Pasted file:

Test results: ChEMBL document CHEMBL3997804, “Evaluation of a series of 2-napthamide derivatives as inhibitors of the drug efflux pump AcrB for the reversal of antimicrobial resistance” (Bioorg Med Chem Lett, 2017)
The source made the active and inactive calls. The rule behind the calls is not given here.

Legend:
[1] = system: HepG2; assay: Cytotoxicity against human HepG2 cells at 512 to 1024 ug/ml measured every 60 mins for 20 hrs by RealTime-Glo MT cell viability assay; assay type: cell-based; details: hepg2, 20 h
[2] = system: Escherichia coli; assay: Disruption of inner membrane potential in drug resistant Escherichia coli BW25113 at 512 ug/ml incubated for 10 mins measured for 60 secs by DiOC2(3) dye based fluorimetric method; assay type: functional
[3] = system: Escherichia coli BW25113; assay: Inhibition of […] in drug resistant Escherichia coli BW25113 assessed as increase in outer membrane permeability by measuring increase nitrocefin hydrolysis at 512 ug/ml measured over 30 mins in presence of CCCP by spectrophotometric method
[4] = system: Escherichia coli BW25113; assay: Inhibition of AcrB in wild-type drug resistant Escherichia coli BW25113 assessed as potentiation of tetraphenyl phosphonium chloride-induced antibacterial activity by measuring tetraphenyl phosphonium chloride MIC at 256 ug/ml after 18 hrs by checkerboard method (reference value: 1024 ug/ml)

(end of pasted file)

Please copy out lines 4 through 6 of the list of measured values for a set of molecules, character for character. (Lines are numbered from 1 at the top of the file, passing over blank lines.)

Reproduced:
[1] = system: HepG2; assay: Cytotoxicity against human HepG2 cells at 512 to 1024 ug/ml measured every 60 mins for 20 hrs by RealTime-Glo MT cell viability assay; assay type: cell-based; details: hepg2, 20 h
[2] = system: Escherichia coli; assay: Disruption of inner membrane potential in drug resistant Escherichia coli BW25113 at 512 ug/ml incubated for 10 mins measured for 60 secs by DiOC2(3) dye based fluorimetric method; assay type: functional
[3] = system: Escherichia coli BW25113; assay: Inhibition of […] in drug resistant Escherichia coli BW25113 assessed as increase in outer membrane permeability by measuring increase nitrocefin hydrolysis at 512 ug/ml measured over 30 mins in presence of CCCP by spectrophotometric method